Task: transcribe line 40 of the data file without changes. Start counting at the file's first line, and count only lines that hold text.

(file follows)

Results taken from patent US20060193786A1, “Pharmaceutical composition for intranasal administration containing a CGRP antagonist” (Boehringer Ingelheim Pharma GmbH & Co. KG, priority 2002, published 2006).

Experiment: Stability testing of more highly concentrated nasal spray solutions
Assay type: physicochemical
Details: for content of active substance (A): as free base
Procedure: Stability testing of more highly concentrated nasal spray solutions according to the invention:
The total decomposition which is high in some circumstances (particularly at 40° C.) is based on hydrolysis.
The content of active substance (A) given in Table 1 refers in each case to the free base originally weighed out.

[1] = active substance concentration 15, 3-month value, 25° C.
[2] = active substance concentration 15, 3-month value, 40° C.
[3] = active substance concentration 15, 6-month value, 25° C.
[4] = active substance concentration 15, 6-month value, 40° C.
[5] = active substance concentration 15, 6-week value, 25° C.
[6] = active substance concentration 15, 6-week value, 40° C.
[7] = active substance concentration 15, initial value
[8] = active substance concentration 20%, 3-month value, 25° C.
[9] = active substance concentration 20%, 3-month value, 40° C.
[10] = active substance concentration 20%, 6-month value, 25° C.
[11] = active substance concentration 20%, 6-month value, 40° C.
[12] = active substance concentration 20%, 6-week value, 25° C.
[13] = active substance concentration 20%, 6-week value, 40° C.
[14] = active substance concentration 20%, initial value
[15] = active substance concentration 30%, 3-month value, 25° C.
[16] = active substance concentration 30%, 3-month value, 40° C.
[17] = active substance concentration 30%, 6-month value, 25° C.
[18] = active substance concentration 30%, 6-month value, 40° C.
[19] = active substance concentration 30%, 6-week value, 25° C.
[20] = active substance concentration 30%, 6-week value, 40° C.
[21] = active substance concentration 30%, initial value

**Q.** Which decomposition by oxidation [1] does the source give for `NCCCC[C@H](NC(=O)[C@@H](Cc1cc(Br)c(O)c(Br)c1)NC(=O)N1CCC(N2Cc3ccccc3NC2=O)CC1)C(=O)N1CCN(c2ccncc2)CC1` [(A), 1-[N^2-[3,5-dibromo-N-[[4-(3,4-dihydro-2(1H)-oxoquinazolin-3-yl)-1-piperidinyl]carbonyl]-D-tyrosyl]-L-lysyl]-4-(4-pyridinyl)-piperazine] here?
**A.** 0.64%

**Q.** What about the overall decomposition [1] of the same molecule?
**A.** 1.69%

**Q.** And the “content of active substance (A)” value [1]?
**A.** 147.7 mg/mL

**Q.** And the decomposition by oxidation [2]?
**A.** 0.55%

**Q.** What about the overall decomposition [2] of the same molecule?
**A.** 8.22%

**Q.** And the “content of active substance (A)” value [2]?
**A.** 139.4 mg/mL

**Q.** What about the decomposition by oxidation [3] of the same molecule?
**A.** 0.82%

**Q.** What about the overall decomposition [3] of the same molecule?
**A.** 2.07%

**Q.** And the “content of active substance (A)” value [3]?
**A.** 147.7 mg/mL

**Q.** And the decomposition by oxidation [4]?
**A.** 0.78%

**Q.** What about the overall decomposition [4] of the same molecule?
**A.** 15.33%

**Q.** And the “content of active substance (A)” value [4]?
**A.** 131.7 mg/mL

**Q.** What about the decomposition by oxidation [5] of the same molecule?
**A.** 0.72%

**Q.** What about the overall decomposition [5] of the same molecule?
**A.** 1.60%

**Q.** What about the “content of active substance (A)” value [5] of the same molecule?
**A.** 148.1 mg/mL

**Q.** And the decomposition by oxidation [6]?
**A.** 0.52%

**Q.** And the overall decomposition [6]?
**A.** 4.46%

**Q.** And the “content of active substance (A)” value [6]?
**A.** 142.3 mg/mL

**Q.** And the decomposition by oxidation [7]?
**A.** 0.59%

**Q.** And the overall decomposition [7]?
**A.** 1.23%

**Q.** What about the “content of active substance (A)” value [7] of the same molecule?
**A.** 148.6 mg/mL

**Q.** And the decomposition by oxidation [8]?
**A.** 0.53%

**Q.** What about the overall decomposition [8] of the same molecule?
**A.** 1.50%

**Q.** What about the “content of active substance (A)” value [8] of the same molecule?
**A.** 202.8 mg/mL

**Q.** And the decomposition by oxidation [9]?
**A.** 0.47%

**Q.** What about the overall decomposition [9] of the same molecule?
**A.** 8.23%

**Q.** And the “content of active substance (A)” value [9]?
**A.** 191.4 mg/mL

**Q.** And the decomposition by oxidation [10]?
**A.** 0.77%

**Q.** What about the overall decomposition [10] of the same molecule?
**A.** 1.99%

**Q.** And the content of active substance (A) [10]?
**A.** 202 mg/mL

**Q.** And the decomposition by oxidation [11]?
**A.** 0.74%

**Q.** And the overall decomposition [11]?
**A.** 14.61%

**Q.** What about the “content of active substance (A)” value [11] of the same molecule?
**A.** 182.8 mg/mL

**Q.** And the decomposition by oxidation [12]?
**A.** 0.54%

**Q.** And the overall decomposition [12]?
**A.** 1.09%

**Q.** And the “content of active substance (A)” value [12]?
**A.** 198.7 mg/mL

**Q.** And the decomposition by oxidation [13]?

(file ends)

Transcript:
**A.** 139.4 mg/mL